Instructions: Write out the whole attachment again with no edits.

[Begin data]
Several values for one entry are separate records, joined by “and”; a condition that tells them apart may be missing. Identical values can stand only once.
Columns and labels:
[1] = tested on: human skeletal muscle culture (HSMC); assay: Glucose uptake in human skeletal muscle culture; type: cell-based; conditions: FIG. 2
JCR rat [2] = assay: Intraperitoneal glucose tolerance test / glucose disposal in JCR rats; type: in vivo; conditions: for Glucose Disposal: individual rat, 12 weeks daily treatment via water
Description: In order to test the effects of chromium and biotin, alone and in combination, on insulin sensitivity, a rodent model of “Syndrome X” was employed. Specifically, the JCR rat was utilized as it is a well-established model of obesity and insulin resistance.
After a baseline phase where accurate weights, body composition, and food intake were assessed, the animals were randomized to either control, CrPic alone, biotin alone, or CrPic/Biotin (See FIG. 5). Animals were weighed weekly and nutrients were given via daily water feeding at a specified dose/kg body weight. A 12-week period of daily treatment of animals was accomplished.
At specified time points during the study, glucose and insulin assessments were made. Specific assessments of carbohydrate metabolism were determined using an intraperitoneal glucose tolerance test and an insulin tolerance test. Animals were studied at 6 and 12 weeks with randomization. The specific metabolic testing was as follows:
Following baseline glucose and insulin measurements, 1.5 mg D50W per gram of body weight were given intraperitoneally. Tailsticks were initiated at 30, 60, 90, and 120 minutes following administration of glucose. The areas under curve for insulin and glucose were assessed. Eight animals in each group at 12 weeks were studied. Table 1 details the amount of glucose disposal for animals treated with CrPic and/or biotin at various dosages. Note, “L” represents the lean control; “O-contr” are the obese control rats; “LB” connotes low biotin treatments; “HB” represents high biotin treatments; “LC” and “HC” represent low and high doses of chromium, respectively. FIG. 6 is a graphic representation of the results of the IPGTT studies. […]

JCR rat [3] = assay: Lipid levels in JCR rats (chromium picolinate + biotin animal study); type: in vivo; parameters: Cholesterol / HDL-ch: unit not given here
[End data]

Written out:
Several values for one entry are separate records, joined by “and”; a condition that tells them apart may be missing. Identical values can stand only once.
Columns and labels:
[1] = tested on: human skeletal muscle culture (HSMC); assay: Glucose uptake in human skeletal muscle culture; type: cell-based; conditions: FIG. 2
JCR rat [2] = assay: Intraperitoneal glucose tolerance test / glucose disposal in JCR rats; type: in vivo; conditions: for Glucose Disposal: individual rat, 12 weeks daily treatment via water
Description: In order to test the effects of chromium and biotin, alone and in combination, on insulin sensitivity, a rodent model of “Syndrome X” was employed. Specifically, the JCR rat was utilized as it is a well-established model of obesity and insulin resistance.
After a baseline phase where accurate weights, body composition, and food intake were assessed, the animals were randomized to either control, CrPic alone, biotin alone, or CrPic/Biotin (See FIG. 5). Animals were weighed weekly and nutrients were given via daily water feeding at a specified dose/kg body weight. A 12-week period of daily treatment of animals was accomplished.
At specified time points during the study, glucose and insulin assessments were made. Specific assessments of carbohydrate metabolism were determined using an intraperitoneal glucose tolerance test and an insulin tolerance test. Animals were studied at 6 and 12 weeks with randomization. The specific metabolic testing was as follows:
Following baseline glucose and insulin measurements, 1.5 mg D50W per gram of body weight were given intraperitoneally. Tailsticks were initiated at 30, 60, 90, and 120 minutes following administration of glucose. The areas under curve for insulin and glucose were assessed. Eight animals in each group at 12 weeks were studied. Table 1 details the amount of glucose disposal for animals treated with CrPic and/or biotin at various dosages. Note, “L” represents the lean control; “O-contr” are the obese control rats; “LB” connotes low biotin treatments; “HB” represents high biotin treatments; “LC” and “HC” represent low and high doses of chromium, respectively. FIG. 6 is a graphic representation of the results of the IPGTT studies. […]

JCR rat [3] = assay: Lipid levels in JCR rats (chromium picolinate + biotin animal study); type: in vivo; parameters: Cholesterol / HDL-ch: unit not given here